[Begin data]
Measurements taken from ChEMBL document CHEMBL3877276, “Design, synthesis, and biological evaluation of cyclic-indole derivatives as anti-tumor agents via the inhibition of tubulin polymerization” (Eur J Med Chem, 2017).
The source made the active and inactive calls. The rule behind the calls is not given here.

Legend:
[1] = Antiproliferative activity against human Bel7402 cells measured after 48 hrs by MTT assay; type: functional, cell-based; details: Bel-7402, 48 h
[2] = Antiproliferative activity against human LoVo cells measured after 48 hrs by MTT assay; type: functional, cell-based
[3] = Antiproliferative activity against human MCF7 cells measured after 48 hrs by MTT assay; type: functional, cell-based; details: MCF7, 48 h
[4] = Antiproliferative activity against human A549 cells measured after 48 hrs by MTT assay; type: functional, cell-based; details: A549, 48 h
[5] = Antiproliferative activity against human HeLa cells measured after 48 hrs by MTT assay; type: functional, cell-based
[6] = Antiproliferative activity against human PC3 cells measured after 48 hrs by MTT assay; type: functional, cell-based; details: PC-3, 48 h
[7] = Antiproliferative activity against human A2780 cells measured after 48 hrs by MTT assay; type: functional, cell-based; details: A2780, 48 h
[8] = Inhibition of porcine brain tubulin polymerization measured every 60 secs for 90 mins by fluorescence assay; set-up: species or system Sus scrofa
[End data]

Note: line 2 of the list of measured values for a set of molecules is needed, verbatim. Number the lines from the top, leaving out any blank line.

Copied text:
The source made the active and inactive calls. The rule behind the calls is not given here.